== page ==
Stretching each day can improve blood flow and keep the muscles energized and loose. Besides, a good hockey stretching program will help to increases your range of motion, which will help to gain swiftness, agility and puck handling skills. Your skating speed is likely to improve, as stretching increases flexibility of the hips, groin, quads and hamstrings.
Regular practice of hockey stretches can help prevent injuries.
Ashley Hoffman, serving as current captain of the US Women’s National Hockey Team as primary position of defensive screen shares 5 Must-do Stretches to Avoid Injury in her interview on Women Fitness.
- Lie face up on the floor, with your knees bent and feet flat on the ground. … Lift your hips off the ground until your knees, hips and shoulders form a straight line.
- Think of extending knees forward toward wall in front of you so you can lengthen hips.
- Squeeze those glutes hard and keep your abs drawn in so you don’t overextend your back during the exercise.
World’s Greatest Stretch:
- Lunge forward with your right leg until the knee of your left leg is almost flat with the floor, then touch your hands to the floor to the left of (inside) your right leg.
- Maintaining your lunge, rotate your upper body while lifting your right arm up as if you’re trying to touch the sky. Lower your right arm back down to its original position (you can repeat the same with the left arm if you’d like).
- Next, lower your left knee to the ground while maintaining a straight posture (this helps stretch your quads and hip flexors).
- And lastly, extend your right leg while leaning back to shift your body weight, which helps stretch your calves and hamstring muscles.
- Make sure to hold each position for three-to-five seconds and move through the entire stretch at least three times on each side, alternating each time (a total of six times, three times on each side).
- From Downward Facing Dog, bring the right leg up into a Down Dog Split. Bend your right knee and bring that leg forward as if you were going to step into a lunge. Instead of placing your foot down as you would for a lunge, bring your right knee to the floor on the outside of your right hand.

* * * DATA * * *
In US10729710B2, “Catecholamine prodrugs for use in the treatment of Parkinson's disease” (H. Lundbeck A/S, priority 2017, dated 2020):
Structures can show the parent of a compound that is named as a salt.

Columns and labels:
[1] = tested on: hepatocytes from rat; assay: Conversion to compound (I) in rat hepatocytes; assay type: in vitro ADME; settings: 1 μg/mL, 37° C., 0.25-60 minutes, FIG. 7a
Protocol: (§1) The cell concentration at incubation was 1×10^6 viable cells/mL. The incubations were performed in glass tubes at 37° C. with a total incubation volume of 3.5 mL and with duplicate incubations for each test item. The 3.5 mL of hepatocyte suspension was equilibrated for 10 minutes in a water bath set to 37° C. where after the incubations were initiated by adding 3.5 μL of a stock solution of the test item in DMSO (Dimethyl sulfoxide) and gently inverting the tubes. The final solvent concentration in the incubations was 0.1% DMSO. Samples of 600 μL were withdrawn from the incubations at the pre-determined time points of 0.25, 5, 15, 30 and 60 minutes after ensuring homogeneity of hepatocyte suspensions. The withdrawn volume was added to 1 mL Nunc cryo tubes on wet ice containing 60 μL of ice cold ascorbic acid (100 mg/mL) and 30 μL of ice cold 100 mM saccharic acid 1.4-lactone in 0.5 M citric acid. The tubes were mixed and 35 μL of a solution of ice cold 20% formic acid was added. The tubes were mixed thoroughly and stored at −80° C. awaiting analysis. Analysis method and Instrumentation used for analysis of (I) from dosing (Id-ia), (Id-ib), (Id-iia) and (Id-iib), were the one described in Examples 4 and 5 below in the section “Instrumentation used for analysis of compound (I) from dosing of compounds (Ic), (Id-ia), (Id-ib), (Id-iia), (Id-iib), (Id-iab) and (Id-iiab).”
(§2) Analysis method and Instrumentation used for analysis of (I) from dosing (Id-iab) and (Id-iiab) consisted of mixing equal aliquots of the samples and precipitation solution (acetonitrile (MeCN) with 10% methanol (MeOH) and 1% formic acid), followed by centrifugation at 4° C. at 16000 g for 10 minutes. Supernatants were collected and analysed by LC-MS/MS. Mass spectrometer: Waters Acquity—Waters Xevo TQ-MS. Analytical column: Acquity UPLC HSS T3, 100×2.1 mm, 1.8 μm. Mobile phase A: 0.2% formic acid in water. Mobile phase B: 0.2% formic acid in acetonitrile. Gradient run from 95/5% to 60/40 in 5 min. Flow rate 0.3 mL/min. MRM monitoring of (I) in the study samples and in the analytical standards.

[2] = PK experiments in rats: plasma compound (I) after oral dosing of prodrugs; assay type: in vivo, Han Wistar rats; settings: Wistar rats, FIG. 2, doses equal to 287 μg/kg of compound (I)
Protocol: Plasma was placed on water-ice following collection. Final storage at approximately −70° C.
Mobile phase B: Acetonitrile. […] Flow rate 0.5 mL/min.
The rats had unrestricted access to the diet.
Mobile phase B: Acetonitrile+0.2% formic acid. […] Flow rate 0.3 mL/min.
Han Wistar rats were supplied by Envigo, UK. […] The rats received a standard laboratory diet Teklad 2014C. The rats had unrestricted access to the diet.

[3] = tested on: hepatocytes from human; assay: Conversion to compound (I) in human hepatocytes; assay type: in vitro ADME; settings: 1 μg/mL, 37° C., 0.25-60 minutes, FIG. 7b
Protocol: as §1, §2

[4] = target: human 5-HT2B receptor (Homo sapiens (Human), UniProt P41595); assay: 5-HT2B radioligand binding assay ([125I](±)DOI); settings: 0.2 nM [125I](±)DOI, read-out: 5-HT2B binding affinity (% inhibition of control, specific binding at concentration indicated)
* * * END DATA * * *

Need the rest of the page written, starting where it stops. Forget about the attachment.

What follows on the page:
- The right shin may angle back towards the left hip or be more parallel to the front of your mat, depending on your flexibility. Release your left knee to your mat. Your left leg should be flat on the floor. Look backward and make sure that your left foot is pointing straight back.
- Square your hips towards the front of your mat. Take padding (a folded blanket works well) under the right side of your hip as necessary to make the pose more comfortable.
- Once stable, bring your torso down into a forward bend over your right leg. Let the weight of your body rest on your right leg. Place your forehead on the floor. Continue squaring your hips and breathing into any tightness.
- Come back up, bringing your hands in line with your hips. To release, curl your left toes under and step back into a Downward Facing Dog.
- Repeat the pose on the other side.
One Leg Kneeling Hip Flexor Stretch:
- Get in a kneeling lunge position with one knee on the floor and the other leg bent 90 degrees in front of you with foot flat. Place one hand on your hip.
- This is your starting position. Squeezing your back glutes, shift your body weight slightly forward while maintaining an upright torso. Reach around to grasp your foot with your free hand to increase the stretch.
- Hold the stretch position for 30-45 seconds at a time for a total of 2-5 repetitions; try to move into the stretch a little deeper with each repetition, but be sure to keep your core braced to not allow the pelvis to rotate and lose the stretch.
- Complete all repetitions on one side before alternating to the other hip.
- Lie flat on either the ground or a mat with the legs fully stretched out.
- To stretch the right leg, hold the back of the right knee with both hands, pull the leg up toward the chest, and slowly straighten the knee until it feels as though it is stretching.
- Hold the stretch for 10–30 seconds. Do 4-5 rounds and repeat with other leg.
Start working today towards a flexible body for higher performance in hockey.
Ashley Hoffman is also a member of the Become Uncommon team. Uncommon is a field hockey coaching group created and managed by three current U.S Women’s National Field Hockey Team players.
The Content is not intended to be a substitute for professional medical advice, diagnosis, or treatment. Always seek the advice of your physician or other qualified health provider with any questions you may have regarding a medical condition.